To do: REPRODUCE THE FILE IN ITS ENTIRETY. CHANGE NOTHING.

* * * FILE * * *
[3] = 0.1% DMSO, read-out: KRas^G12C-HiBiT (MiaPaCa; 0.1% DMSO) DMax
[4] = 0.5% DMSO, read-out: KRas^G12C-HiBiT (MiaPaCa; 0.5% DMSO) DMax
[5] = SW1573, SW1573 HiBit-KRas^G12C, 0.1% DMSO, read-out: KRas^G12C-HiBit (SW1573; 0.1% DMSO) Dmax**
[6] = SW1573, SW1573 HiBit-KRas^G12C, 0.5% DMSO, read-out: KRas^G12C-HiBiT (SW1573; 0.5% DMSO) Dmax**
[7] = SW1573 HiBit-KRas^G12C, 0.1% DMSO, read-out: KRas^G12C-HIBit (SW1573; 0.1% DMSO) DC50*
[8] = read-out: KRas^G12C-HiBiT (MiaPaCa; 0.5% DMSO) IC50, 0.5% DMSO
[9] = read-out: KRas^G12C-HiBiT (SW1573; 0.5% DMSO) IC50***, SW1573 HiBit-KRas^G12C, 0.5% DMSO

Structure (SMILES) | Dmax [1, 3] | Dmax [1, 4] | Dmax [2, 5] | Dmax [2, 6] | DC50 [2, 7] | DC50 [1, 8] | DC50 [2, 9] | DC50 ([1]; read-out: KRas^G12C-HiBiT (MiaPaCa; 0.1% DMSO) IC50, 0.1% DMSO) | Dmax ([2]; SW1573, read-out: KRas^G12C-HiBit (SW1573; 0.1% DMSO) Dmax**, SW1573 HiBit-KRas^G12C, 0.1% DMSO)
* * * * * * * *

[3] = 0.1% DMSO, read-out: KRas^G12C-HiBiT (MiaPaCa; 0.1% DMSO) DMax
[4] = 0.5% DMSO, read-out: KRas^G12C-HiBiT (MiaPaCa; 0.5% DMSO) DMax
[5] = SW1573, SW1573 HiBit-KRas^G12C, 0.1% DMSO, read-out: KRas^G12C-HiBit (SW1573; 0.1% DMSO) Dmax**
[6] = SW1573, SW1573 HiBit-KRas^G12C, 0.5% DMSO, read-out: KRas^G12C-HiBiT (SW1573; 0.5% DMSO) Dmax**
[7] = SW1573 HiBit-KRas^G12C, 0.1% DMSO, read-out: KRas^G12C-HIBit (SW1573; 0.1% DMSO) DC50*
[8] = read-out: KRas^G12C-HiBiT (MiaPaCa; 0.5% DMSO) IC50, 0.5% DMSO
[9] = read-out: KRas^G12C-HiBiT (SW1573; 0.5% DMSO) IC50***, SW1573 HiBit-KRas^G12C, 0.5% DMSO

Structure (SMILES) | Dmax [1, 3] | Dmax [1, 4] | Dmax [2, 5] | Dmax [2, 6] | DC50 [2, 7] | DC50 [1, 8] | DC50 [2, 9] | DC50 ([1]; read-out: KRas^G12C-HiBiT (MiaPaCa; 0.1% DMSO) IC50, 0.1% DMSO) | Dmax ([2]; SW1573, read-out: KRas^G12C-HiBit (SW1573; 0.1% DMSO) Dmax**, SW1573 HiBit-KRas^G12C, 0.1% DMSO)